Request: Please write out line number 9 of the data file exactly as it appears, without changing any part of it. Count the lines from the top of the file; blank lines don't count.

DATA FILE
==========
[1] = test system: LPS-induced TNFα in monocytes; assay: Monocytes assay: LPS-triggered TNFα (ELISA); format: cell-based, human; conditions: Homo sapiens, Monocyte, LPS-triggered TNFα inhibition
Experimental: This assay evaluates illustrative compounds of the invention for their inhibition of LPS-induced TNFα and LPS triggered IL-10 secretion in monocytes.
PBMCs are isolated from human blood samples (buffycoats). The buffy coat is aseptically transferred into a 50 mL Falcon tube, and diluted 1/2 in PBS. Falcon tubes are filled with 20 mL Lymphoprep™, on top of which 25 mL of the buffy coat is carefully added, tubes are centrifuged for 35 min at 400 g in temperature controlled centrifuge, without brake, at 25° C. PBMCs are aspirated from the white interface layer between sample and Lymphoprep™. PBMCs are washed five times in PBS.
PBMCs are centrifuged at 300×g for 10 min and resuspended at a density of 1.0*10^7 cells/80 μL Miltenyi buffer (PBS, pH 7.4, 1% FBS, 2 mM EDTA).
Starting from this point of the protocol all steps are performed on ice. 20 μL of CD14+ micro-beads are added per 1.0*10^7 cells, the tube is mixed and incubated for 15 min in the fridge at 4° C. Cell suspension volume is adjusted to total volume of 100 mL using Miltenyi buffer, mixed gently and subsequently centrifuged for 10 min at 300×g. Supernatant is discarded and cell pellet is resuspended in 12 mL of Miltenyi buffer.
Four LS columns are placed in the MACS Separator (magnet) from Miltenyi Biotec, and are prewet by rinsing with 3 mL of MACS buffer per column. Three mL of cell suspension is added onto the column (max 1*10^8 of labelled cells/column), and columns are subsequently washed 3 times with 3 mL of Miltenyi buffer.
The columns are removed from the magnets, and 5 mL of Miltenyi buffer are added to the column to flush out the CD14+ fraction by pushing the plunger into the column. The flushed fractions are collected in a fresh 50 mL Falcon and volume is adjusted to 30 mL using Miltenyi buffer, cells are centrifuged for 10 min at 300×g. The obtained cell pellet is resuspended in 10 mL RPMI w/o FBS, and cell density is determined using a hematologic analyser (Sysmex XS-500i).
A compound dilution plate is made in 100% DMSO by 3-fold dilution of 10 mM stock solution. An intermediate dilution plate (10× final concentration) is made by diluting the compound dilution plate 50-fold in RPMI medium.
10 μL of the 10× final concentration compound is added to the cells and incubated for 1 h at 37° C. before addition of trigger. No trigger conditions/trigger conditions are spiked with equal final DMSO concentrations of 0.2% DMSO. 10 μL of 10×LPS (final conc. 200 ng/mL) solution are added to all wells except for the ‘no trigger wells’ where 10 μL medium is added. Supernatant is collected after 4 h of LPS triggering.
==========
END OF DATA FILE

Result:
10 μL of the 10× final concentration compound is added to the cells and incubated for 1 h at 37° C. before addition of trigger. No trigger conditions/trigger conditions are spiked with equal final DMSO concentrations of 0.2% DMSO. 10 μL of 10×LPS (final conc. 200 ng/mL) solution are added to all wells except for the ‘no trigger wells’ where 10 μL medium is added. Supernatant is collected after 4 h of LPS triggering.